Seattle, Washington: James Andrews, 28, seemed like the perfect candidate to work for the United States Central Intelligence Agency. Graduate from Harvard, fluent in Russian, and a relative goody-two shoes to boot, Andrews had everything the CIA could want.
Except, that is, for one major personality flaw.
“We really liked this Andrews guy, we really did,” says CIA Agent and Andrew’s interviewer, Celia Rowe, 41. “Really pleasant demeanor, smart, great sense of humour. The type of guy you’d get a beer with. There was one major flaw, however, that we just could not overlook: this guy just did NOT seem like he would be cool with casually starting regime change wars with us!”
“If interfering with the affairs of other countries wasn’t like, the main thing that we did all the time, this would be fine,” continued Rowe. “We would have been willing to overlook this. But, to be honest, making up fake reasons to go to war is just, well, what we do, man! If you’re not down to clown on that one, as we sure do some royal clowning around here at the CIA, I don’t know what to tell you.”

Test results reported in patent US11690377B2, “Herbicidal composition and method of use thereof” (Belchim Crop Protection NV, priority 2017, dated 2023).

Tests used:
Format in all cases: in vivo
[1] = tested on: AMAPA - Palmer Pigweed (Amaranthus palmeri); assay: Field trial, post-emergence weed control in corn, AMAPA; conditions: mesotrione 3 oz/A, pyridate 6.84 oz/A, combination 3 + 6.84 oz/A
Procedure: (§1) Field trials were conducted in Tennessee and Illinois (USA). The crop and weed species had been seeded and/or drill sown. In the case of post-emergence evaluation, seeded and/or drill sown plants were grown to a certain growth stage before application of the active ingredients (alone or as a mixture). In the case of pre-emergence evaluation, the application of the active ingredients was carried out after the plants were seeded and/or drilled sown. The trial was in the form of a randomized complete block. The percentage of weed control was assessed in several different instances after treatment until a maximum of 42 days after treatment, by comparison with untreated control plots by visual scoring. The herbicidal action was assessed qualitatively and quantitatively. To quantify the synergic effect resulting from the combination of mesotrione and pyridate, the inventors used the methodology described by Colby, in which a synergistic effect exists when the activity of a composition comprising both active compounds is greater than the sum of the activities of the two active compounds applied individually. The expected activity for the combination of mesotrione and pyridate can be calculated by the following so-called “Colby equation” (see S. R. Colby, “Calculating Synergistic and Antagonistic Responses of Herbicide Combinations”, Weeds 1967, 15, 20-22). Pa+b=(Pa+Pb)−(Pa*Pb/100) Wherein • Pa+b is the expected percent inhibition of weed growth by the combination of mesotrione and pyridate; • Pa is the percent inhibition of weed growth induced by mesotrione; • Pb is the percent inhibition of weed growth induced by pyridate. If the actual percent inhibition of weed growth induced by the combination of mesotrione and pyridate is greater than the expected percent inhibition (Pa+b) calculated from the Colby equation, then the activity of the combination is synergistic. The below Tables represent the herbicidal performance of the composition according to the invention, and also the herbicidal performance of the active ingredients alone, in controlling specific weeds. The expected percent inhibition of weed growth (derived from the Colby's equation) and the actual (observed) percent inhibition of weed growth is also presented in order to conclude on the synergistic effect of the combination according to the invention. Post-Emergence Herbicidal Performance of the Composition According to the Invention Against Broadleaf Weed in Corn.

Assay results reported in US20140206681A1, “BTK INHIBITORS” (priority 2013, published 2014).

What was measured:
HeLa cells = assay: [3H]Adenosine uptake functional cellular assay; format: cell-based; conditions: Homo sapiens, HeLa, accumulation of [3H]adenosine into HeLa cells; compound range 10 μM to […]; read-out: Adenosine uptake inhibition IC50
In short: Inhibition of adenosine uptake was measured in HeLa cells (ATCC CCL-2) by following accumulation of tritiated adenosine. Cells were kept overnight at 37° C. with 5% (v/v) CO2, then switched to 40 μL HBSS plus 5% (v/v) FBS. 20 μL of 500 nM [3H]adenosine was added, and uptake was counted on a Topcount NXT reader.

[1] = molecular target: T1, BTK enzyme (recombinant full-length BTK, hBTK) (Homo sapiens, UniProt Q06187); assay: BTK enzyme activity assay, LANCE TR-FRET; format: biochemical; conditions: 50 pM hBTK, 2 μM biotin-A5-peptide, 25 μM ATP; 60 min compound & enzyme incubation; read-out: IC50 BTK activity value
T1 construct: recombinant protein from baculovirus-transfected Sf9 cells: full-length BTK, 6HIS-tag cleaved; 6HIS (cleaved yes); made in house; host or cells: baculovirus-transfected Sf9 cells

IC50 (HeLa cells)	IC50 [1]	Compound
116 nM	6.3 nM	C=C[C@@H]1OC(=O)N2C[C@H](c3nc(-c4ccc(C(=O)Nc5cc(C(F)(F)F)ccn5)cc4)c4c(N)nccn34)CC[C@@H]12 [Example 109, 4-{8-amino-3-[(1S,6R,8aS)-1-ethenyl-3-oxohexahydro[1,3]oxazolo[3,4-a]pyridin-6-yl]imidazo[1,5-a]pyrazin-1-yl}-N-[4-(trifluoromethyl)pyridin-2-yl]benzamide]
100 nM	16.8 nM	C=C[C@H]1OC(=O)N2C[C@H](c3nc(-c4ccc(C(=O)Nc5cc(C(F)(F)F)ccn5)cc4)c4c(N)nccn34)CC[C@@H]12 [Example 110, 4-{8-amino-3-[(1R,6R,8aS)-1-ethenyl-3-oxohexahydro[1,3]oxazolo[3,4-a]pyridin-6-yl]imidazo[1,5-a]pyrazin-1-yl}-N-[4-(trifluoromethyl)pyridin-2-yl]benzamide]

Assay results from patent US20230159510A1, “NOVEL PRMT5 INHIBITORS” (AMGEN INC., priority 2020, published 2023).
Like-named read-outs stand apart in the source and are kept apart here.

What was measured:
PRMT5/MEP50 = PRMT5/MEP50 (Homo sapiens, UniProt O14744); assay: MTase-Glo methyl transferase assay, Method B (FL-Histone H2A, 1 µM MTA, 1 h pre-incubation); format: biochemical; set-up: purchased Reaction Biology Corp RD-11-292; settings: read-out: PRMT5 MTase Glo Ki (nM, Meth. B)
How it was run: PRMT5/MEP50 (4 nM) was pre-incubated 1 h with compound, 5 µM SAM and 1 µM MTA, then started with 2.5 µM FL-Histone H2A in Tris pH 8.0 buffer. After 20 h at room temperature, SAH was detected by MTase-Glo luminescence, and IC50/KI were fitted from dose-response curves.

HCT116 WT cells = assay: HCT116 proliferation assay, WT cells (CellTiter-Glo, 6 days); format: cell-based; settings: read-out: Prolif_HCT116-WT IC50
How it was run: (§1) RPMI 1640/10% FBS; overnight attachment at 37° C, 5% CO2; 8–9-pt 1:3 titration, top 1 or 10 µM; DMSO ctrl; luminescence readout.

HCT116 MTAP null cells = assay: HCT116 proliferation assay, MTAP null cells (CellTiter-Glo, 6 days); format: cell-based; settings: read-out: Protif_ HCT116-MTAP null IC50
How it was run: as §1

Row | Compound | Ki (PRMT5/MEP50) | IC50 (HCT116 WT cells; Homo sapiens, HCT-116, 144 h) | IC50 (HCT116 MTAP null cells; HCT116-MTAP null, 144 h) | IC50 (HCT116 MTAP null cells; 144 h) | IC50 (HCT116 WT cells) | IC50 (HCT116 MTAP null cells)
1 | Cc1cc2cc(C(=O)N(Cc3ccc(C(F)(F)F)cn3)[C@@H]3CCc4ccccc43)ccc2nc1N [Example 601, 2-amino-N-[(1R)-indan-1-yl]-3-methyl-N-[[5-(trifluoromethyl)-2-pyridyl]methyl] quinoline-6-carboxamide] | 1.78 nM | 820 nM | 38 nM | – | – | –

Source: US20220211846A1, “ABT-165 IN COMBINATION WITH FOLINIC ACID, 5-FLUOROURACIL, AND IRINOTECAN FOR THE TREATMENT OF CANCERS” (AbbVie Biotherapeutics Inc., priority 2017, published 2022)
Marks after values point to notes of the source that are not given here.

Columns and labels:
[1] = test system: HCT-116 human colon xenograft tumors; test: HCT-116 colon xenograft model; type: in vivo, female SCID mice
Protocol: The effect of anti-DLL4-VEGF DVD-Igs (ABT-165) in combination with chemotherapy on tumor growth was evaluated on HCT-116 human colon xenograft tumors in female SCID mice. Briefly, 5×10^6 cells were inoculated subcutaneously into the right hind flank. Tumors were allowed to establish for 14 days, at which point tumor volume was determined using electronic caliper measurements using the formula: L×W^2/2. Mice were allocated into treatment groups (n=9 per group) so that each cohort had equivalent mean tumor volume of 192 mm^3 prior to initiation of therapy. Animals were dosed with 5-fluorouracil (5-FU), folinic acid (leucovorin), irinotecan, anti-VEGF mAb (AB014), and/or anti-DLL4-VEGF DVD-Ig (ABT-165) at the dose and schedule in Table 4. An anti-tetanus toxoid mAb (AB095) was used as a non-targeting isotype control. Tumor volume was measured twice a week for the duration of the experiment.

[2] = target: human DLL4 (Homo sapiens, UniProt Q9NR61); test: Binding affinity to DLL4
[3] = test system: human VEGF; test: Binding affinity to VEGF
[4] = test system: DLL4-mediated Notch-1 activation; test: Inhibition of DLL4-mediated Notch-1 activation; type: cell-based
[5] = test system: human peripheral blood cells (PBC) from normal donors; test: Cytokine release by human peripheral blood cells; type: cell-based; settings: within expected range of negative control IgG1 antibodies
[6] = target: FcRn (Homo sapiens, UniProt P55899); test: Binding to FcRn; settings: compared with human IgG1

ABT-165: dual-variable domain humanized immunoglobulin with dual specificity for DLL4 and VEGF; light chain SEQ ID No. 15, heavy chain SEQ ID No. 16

“If we hire the wrong person, after all, they may just openly tell the public that we’re war criminals! While that’s uh.. totally true, we can’t have someone just like…say it, you know?”
At press time, Rowe had to leave because she had to go board a plane to Iran for some reason? Weird.
Stav is a recent graduate of McGill University: you can check out her blog here.
This piece is part of the MJPS Satire section. Although potentially based on true events, it is not intended to accurately portray reality. Opinions expressed through this article are solely those of the author and do not reflect the position of the McGill Journal of Political Studies or the Political Science Students’ Association.
Featured image by Lauren Hill